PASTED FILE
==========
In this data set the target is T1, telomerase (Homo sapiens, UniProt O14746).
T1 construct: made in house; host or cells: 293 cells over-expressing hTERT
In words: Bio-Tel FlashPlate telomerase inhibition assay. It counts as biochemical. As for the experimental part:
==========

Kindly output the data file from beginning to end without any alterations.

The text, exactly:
In this data set the target is T1, telomerase (Homo sapiens, UniProt O14746).
T1 construct: made in house; host or cells: 293 cells over-expressing hTERT
In words: Bio-Tel FlashPlate telomerase inhibition assay. It counts as biochemical. As for the experimental part: